Six Surprises From the New Pearl Jam Documentary
Along with reissues of their early records, Pearl Jam are releasing a documentary this year by their old friend, director Cameron Crowe (Fast Times At Ridgemont High, Almost Famous).
Filled with behind-the-scenes footage and performance clips from the 1990s to present day, the film also reveals little-known facts about the band members' personal lives.
We scored an advanced copy from a guy who sells DVDs near our office's bus stop and can reveal six of the film's juiciest surprises about the enduring rock band.
6. Jeff Ament is a Wookiee.
According to film lore, George Lucas envisioned Chewbacca as a "gentle, hairy, non-English-speaking co-pilot" to Han Solo.
We cannot think of a better description for Jeff Ament, Pearl Jam's amiable and furry bassist who, like any other Wookiee, communicates using only hand gestures and bear-like grunts and is inseparable from his human keeper (Eddie Vedder).
For those of you demanding hard evidence, we dug up a photo of Ament in the 1980s, when he played in a hair metal band (above).
5. They still get fan mail from Scott Stapp.
And following the advice of their security consultant, Pearl Jam file each letter in a cabinet with all the mail they get from mental hospitals and maximum-security prisons.
4. They're terrified they will never outdo the Mad Season record.
Now in their third decade, Pearl Jam continue to crank out records and stage sold-out world tours with barely a summer off in between. Why is this? Do they really like their fans (and the money) that much?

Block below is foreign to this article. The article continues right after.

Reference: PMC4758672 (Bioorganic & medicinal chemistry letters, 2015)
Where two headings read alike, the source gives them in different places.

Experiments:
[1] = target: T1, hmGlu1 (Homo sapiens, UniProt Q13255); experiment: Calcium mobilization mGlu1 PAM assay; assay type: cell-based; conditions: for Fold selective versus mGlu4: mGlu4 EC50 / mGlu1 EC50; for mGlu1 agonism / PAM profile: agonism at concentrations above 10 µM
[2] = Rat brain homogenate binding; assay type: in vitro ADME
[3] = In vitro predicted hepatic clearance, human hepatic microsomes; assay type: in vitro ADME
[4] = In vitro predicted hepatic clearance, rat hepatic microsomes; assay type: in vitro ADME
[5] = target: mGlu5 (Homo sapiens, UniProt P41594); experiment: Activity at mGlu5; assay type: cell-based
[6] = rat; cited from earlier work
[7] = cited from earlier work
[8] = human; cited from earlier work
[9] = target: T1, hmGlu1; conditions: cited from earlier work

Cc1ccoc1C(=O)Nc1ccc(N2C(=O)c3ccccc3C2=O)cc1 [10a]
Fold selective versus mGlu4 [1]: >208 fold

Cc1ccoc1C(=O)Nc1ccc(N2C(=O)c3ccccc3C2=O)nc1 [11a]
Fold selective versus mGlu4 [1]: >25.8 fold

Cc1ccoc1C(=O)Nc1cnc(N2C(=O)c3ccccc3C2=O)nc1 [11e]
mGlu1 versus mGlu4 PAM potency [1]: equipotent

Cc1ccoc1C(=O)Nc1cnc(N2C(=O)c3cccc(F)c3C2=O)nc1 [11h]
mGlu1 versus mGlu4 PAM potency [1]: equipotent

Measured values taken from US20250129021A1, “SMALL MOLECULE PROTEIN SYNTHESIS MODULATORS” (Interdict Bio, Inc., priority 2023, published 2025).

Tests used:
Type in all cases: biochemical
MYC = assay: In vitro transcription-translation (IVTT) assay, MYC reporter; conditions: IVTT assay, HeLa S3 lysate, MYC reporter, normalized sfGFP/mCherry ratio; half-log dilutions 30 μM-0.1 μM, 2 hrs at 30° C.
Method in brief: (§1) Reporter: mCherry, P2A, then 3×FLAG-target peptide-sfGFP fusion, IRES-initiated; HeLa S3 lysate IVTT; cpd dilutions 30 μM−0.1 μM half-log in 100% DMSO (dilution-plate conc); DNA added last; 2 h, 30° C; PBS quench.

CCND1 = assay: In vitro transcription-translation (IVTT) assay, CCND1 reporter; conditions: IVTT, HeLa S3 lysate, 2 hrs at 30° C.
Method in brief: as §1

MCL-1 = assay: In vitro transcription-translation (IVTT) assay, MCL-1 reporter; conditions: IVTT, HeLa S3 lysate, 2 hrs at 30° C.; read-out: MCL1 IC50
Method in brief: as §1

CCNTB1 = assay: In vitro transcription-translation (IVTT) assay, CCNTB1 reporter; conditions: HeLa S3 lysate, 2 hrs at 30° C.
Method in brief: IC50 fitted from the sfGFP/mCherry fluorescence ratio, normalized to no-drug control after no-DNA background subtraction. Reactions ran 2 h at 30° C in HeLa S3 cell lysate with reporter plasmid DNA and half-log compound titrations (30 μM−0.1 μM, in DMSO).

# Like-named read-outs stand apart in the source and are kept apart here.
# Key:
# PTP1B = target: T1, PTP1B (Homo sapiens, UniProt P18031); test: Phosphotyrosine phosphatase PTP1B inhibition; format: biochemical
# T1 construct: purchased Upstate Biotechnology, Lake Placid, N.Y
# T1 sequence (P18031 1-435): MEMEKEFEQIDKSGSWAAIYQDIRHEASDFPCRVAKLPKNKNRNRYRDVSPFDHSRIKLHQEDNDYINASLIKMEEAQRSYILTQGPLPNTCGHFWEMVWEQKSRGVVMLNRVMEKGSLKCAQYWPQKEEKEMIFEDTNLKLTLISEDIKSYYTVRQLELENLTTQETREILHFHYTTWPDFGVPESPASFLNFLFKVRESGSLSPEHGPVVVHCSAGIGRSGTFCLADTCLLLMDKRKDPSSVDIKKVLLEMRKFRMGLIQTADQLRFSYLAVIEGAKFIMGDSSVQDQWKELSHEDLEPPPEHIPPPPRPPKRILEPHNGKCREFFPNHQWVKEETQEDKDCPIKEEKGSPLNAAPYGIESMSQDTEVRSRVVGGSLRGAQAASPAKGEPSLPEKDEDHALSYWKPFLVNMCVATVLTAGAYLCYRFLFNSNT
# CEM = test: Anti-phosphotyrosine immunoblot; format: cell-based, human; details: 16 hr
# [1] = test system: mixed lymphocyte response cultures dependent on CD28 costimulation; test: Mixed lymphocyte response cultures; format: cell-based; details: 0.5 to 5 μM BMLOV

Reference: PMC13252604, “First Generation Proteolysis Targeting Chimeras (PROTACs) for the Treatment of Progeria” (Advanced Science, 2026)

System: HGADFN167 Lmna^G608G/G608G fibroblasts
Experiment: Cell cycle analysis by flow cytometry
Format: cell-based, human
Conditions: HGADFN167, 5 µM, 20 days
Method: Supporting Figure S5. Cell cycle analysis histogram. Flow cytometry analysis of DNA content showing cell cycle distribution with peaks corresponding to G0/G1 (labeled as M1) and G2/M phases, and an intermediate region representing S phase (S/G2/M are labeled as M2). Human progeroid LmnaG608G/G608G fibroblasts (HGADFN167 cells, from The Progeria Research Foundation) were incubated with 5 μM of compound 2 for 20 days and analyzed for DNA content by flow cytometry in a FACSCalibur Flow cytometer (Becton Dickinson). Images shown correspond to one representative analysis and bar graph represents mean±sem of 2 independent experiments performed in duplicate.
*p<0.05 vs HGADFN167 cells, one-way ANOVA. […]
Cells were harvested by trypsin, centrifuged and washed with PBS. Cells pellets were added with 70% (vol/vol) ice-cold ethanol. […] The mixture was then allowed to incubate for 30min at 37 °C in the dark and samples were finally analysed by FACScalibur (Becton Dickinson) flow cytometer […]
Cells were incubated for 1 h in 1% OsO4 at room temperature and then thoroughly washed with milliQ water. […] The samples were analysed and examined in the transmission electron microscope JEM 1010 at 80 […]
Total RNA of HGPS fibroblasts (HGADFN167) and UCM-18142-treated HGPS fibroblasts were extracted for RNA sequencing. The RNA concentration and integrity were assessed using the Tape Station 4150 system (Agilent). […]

No. It's all because Eddie Vedder will not rest until Pearl Jam outdo Mike McCready's 1995 side project, Mad Season.
Although Mad Season scored only two modest hits, Vedder is known to be obsessed with their record, Above, calling it "everything I've ever wanted to say but never could."
For the past 16 years, Vedder has listened to Above every morning, and in 2003, he reportedly hired a songwriting coach to help him emulate its "pure fucking artistry" (his words, not ours).
Until he reaches his lofty goal, we can expect Vedder to force his Pearl Jam bandmates into the studio and onto the tour bus, threatening to withhold their pay or send incriminating photos to their wives unless they "play like a real goddamn band, like Mad Season."
3. Eddie Vedder applies for a bat-boy job with the Chicago Cubs every year.
A lifelong, outspoken fan of the Cubs, Vedder has been applying for a bat-boy position with the team since 1982. Despite making repeat phone calls, tearfully pleading with individual players outside of Wrigley Field, and getting record-label boss Clive Davis to write him an outstanding letter of recommendation, Vedder has been denied an interview each time.
In 2008, Vedder even went so far as to write a favorable song about the Cubs, "All the Way" but it was of little use in getting him the gig.
When reached by phone last week, Cubs management told us they've rejected Vedder's applications over the years for reasons including budget cuts and Vedder being "too old," "vastly underqualified" and "way too desperate."
2. "Alive" is not about Eddie Vedder's dad.
Everyone thinks Pearl Jam's most recognized song is about Eddie Vedder's mysterious father. In reality, it was inspired by Vedder's favorite episode of Silver Spoons, in which Rick Schroder learns his mother is not dead, as his father always claimed, but an incarcerated member of the Weather Underground.
The Ricker learns of his family's dark legacy when he receives a birthday card from his mom in which "I'm Still Alive" is scrawled in blood, traumatizing Rick more than his discovery that best friend Alfonso Ribeiro is dyslexic. Moved by Schroder's performance, Vedder invited Stone Gossard over for a late-night jam session -- and the rest is rock & roll history.
1. Mike McCready has Crohn's disease.
No, really, he does. Read about some of his efforts to raise awareness here.